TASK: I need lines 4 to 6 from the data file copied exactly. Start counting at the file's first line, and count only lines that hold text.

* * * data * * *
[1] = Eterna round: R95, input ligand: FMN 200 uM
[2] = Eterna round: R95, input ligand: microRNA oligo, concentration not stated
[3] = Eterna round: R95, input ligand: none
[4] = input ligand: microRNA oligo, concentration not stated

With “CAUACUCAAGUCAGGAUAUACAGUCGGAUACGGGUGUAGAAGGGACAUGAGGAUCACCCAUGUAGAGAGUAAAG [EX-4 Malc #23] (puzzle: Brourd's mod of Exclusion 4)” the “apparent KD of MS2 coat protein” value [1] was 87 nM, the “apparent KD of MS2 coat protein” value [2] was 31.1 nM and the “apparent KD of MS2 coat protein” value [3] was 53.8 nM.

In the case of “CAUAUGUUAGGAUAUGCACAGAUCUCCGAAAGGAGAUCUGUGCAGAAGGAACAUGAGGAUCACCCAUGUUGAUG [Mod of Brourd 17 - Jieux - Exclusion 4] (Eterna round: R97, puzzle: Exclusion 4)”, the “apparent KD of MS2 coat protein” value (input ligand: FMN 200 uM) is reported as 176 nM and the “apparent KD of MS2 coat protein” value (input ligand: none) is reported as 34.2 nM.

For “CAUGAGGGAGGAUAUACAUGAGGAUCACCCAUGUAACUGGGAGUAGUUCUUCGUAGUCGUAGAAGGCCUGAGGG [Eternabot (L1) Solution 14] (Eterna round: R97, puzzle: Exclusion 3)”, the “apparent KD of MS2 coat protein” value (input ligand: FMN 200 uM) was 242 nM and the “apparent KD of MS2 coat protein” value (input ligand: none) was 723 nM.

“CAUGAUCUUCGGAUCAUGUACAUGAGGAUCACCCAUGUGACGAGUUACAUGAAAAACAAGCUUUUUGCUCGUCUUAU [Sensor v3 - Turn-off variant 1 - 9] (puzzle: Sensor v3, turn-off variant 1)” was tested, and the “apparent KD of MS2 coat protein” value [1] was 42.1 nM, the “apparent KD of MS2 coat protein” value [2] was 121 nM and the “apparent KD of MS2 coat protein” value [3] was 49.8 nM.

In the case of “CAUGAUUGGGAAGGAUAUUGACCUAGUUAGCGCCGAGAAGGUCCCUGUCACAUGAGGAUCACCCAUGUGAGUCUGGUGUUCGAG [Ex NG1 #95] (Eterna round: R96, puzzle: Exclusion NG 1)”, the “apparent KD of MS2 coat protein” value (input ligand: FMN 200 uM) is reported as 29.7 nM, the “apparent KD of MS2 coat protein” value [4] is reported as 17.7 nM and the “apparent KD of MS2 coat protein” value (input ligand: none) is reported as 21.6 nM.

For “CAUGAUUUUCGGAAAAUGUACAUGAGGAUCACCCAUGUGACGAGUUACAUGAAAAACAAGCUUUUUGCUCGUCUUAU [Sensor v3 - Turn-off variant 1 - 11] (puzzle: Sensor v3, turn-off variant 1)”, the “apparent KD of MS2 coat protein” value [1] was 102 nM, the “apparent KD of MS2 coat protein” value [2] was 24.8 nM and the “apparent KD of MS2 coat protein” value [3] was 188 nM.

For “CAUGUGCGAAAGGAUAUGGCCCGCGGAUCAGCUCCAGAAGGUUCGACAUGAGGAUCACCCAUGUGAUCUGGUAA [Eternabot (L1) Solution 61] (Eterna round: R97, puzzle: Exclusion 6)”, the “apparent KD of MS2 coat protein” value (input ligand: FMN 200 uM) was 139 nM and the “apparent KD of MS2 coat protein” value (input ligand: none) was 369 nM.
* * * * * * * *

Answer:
[4] = input ligand: microRNA oligo, concentration not stated

With “CAUACUCAAGUCAGGAUAUACAGUCGGAUACGGGUGUAGAAGGGACAUGAGGAUCACCCAUGUAGAGAGUAAAG [EX-4 Malc #23] (puzzle: Brourd's mod of Exclusion 4)” the “apparent KD of MS2 coat protein” value [1] was 87 nM, the “apparent KD of MS2 coat protein” value [2] was 31.1 nM and the “apparent KD of MS2 coat protein” value [3] was 53.8 nM.

In the case of “CAUAUGUUAGGAUAUGCACAGAUCUCCGAAAGGAGAUCUGUGCAGAAGGAACAUGAGGAUCACCCAUGUUGAUG [Mod of Brourd 17 - Jieux - Exclusion 4] (Eterna round: R97, puzzle: Exclusion 4)”, the “apparent KD of MS2 coat protein” value (input ligand: FMN 200 uM) is reported as 176 nM and the “apparent KD of MS2 coat protein” value (input ligand: none) is reported as 34.2 nM.